Citing the primary source doesn’t rule out your work as a plagiarized piece. It is vital to ensure that every piece of information used from a secondary source is attributed to the secondary source author.

Frequently asked questions

How do you know if secondary data is reliable?

  • The data was collected by whom.
  • Data providers determine their end goals.
  • Data collection began when.
  • Data collection
  • This is what type of data was collected.
  • The data is consistent with other sources.

What are some disadvantages to a secondary source?

  • Published Materials. Published materials can be classified as follows:.
  • Lack of Accuracy. Secondary data may be incomplete and insufficient in terms of accuracy;.
  • Lack of relevance. You may never find all the answers you want in secondary research.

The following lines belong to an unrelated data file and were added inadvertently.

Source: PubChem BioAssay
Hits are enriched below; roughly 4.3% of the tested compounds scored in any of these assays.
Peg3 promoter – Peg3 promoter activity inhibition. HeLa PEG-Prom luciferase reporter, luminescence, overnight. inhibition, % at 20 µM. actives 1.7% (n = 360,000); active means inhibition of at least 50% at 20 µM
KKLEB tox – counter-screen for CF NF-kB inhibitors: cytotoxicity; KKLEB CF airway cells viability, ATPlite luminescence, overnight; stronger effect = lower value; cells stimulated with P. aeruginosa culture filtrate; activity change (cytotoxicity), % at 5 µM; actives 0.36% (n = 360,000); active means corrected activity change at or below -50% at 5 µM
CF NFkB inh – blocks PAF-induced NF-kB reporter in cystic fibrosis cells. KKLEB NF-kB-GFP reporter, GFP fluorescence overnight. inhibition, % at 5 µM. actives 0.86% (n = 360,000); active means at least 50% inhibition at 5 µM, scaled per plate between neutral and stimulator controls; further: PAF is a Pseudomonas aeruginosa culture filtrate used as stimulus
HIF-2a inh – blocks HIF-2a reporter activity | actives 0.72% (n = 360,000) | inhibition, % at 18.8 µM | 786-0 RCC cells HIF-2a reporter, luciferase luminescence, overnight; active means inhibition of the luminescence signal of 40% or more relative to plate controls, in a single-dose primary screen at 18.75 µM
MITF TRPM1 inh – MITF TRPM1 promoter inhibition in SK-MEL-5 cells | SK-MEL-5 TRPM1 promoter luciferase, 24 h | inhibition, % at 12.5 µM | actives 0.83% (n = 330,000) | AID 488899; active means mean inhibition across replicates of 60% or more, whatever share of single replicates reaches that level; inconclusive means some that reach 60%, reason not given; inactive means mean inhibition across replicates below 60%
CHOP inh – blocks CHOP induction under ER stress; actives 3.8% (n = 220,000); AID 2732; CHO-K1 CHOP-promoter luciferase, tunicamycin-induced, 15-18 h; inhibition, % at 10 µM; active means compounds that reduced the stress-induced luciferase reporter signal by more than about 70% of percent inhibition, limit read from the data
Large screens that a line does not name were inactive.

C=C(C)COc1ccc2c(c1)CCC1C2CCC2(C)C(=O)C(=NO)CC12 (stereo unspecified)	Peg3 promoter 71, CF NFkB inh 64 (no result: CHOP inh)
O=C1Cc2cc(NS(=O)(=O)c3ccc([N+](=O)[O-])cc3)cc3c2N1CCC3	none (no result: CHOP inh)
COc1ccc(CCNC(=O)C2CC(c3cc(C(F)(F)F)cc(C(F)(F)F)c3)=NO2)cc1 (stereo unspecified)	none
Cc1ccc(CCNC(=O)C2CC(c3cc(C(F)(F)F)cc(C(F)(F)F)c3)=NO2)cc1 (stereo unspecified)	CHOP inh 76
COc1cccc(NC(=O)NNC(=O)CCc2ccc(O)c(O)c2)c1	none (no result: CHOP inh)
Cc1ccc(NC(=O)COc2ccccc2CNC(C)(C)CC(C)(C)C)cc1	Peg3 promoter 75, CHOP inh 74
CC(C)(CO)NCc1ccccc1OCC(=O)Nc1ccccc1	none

• Syndicated Services
  • External Databases

What is secondary example?

Primary sourceSecondary source
Music recordingsAcademic book about the musical style

What are 3 examples of a secondary source document?

Articles from academic publications, journals, reviews, essays, and textbooks are common examples of secondary sources.

What are 5 examples of secondary sources?

Secondary sources include scholarly or popular books, journals, histories, criticisms, reviews, commentaries, encyclopedias, and textbooks.

Is it bad to use a secondary source?

Though both primary and secondary sources are important sources for research, primary sources are considered the most direct sources and are not filtered by the author of the secondary source. Consequently, cite a secondary source without using one.

What are the pros and cons of secondary data?

Because secondary research is largely based on existing evidence collected from previous research, it can be conducted more quickly and at a lower cost. In addition, secondary research may have a major disadvantage since the researcher may have difficulty getting specific information.

How do you know if a secondary source is credible?

  • The author who is an expert or well-respected publisher (such as the NY Times or Wall Street Journal).